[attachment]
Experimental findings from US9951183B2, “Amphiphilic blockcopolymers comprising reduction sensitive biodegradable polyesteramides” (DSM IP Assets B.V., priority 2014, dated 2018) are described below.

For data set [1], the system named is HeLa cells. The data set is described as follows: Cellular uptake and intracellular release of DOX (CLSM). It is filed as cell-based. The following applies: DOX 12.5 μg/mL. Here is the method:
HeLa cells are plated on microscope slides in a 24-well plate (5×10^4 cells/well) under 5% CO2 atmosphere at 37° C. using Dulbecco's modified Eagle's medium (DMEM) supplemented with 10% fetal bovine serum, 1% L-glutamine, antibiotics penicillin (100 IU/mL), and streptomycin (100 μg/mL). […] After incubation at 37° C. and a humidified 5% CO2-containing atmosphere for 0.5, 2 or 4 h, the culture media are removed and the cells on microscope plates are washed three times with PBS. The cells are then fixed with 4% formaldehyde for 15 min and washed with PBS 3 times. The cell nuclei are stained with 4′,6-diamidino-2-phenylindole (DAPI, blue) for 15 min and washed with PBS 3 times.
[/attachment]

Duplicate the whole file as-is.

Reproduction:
Experimental findings from US9951183B2, “Amphiphilic blockcopolymers comprising reduction sensitive biodegradable polyesteramides” (DSM IP Assets B.V., priority 2014, dated 2018) are described below.

For data set [1], the system named is HeLa cells. The data set is described as follows: Cellular uptake and intracellular release of DOX (CLSM). It is filed as cell-based. The following applies: DOX 12.5 μg/mL. Here is the method:
HeLa cells are plated on microscope slides in a 24-well plate (5×10^4 cells/well) under 5% CO2 atmosphere at 37° C. using Dulbecco's modified Eagle's medium (DMEM) supplemented with 10% fetal bovine serum, 1% L-glutamine, antibiotics penicillin (100 IU/mL), and streptomycin (100 μg/mL). […] After incubation at 37° C. and a humidified 5% CO2-containing atmosphere for 0.5, 2 or 4 h, the culture media are removed and the cells on microscope plates are washed three times with PBS. The cells are then fixed with 4% formaldehyde for 15 min and washed with PBS 3 times. The cell nuclei are stained with 4′,6-diamidino-2-phenylindole (DAPI, blue) for 15 min and washed with PBS 3 times.